How to Correctly Transport Wind Turbine Blades
In case you missed it, an offshore wind farm in Scotland recently announced the purchase of sixty of the world‘s most powerful wind turbines. Although they boast a capacity of 14.7 megawatts each, these behemoths won‘t hold the world‘s title very long since a Danish manufacturer has already said it will produce and supply larger wind turbines (15.0-megawatt capacity) to an offshore wind farm in Germany within the next three years.
These announcements are no surprise as the world‘s dependence on fossil fuels, including oil, coal, and natural gas, has been under scrutiny for years because of their adverse environmental effects. Wind power is one of the forms of renewable energy getting plenty of attention. In fact, the Global Wind Energy Council reports that more manufacturing facilities will be needed to produce the estimated 10,000 additional wind turbines required to keep up with the burgeoning demand for clean energy over the next twenty years.
What are the Wind Turbine Components?
Wind turbines, sometimes called windmills, are available in various types and sizes, but they typically consist of three primary components:
- Tower: The tower section rests on a foundation and is between 50 and 100 meters above the ground or water.
- Nacelle: The nacelle contains a set of gears and a generator converting rotational energy into electrical energy.
- Rotor Blades: The wind turbine‘s blades operate under the same principle as aircraft wings with one curved and one flat side. Since the wind flows more quickly along the curved edge, it creates a pressure difference, causing the blades to rotate.
The Challenges of Transporting Wind Turbine Blades
Although all the wind turbine components require transportation, the blades provide the most formidable challenges because of their ever-increasing lengths. Unfortunately, the blades’ manufacturing facilities will not always be close to the wind farm or the single wind generator‘s final destination. Instead, the wind turbine components, oversized equipment, must often be moved safely over considerable distances.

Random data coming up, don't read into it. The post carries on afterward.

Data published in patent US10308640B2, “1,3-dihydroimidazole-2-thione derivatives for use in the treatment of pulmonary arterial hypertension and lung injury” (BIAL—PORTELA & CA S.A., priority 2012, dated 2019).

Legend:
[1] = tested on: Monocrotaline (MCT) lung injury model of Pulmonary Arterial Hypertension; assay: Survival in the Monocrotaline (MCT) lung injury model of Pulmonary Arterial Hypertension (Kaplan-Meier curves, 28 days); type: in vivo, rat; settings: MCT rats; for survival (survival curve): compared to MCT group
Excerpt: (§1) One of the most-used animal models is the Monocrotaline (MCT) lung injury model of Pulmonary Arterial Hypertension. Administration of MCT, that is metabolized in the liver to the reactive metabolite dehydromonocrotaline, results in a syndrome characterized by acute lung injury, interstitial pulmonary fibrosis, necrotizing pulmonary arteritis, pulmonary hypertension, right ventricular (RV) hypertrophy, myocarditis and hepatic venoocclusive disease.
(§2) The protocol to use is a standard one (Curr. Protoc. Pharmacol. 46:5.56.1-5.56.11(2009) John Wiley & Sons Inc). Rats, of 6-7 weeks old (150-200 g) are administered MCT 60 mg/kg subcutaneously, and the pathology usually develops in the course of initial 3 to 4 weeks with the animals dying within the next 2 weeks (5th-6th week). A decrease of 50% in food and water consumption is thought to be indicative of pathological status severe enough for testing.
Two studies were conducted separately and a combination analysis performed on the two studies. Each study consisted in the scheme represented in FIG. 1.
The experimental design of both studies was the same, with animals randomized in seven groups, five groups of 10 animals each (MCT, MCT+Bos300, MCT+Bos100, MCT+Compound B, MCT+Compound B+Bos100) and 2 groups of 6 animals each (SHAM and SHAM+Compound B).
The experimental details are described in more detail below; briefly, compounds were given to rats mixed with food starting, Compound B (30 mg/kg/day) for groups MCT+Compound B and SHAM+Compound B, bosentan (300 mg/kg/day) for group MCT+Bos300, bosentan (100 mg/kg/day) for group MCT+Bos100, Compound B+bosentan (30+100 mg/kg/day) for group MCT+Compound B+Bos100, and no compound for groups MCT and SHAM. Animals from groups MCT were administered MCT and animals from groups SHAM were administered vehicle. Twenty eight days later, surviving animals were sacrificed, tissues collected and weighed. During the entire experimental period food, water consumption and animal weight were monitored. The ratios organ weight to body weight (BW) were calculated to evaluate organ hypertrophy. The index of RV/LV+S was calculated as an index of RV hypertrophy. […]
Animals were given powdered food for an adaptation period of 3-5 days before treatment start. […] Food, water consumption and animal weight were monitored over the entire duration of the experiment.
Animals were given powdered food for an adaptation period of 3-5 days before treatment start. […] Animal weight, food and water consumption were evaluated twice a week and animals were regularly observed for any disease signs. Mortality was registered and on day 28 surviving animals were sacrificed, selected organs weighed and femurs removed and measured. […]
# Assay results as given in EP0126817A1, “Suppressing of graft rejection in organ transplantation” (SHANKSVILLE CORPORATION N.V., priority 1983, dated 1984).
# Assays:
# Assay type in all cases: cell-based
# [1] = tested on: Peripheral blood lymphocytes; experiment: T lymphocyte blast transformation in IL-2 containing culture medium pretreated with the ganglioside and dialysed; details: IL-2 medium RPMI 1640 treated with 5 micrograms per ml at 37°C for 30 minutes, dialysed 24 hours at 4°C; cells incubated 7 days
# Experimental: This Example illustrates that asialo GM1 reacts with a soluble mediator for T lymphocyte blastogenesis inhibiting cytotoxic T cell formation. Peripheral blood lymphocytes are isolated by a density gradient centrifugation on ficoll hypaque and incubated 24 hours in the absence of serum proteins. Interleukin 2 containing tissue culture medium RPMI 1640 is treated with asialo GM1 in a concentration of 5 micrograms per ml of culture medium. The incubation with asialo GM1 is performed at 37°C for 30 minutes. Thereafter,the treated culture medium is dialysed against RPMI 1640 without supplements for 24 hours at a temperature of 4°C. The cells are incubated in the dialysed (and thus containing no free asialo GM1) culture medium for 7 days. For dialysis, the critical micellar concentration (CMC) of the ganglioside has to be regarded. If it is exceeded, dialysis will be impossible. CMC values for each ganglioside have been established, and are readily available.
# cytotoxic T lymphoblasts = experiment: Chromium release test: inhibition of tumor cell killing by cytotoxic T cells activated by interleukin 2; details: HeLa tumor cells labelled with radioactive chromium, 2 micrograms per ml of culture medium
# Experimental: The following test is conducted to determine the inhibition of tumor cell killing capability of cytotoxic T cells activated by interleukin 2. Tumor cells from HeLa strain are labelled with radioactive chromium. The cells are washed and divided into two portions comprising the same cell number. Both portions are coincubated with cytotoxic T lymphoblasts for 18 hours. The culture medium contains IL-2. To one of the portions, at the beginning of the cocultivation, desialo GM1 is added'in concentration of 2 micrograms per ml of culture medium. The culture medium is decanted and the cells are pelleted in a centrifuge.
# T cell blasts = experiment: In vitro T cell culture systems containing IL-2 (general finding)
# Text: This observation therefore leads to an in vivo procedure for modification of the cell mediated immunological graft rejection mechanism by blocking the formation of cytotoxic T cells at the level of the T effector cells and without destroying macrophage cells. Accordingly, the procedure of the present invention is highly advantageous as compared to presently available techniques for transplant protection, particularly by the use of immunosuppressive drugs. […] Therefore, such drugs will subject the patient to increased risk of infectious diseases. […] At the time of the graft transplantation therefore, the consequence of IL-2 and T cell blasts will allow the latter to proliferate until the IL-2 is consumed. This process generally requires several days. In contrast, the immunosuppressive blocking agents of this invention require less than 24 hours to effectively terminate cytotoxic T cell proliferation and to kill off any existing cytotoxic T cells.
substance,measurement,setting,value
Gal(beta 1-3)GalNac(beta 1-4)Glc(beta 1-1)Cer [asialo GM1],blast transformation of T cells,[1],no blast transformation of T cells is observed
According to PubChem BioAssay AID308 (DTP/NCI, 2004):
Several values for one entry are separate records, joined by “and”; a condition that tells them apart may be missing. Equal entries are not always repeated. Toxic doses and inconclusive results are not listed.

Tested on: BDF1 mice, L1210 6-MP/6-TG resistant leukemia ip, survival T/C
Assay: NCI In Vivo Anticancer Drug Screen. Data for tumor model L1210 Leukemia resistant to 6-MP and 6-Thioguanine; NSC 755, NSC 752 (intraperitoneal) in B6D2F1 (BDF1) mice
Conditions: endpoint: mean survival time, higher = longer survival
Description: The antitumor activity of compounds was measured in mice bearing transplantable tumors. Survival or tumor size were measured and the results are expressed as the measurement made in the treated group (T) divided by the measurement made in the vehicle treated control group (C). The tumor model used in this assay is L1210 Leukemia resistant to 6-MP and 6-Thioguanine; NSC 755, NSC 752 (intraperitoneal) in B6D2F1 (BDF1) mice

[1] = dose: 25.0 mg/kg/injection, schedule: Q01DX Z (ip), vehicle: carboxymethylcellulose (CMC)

For example, in the summer of 2016, LM Wind Power, a blade manufacturer in Denmark, arranged for an 88.4-meter blade (290 feet) to be transported 218 kilometers (135 miles) across Danish roads. It took nine months to plan the trip. For comparison, the blade length of the turbines heading for the Scottish wind farm is 108 meters, or a whopping 355 feet long!
It looks as if heavy-haul companies providing wind turbine blade transport will have their work cut out for them in the future.
Is There an Alternative to the Time-Consuming Task of Trailers Hauling Wind Turbine Blades?
As wind power becomes a growing source for U.S. power grids, wind turbine blade transportation challenges have come to the forefront. Lockheed Martin has proposed a futuristic-sounding solution: a Hybrid Airship that can fly 40,000 pounds of cargo directly to the site. Using a zeppelin with an operational range of 1400 miles sounds like a viable solution.
However, most people in the wind industry agree it will be years before any hybrid airships will be operational, but the need for wind energy is immediate. The world cannot wait indefinitely for blade transportation solutions that can pick up oversized blades, avoid obstructions, and set them down at their destinations without escort services.
Trains have also been used occasionally to carry the blades, but as blades become more extended, they don’t fit on the flat cars, requiring specially-made cars to accommodate them. But these longer blades may also be too tall to fit under railroad underpasses and tunnels, and moving the blades from the train depot to the wind farm is often the most challenging part of the route.
Flatbed Trailers Continue to Provide the Most Reliable Wind Turbine Blade Transportation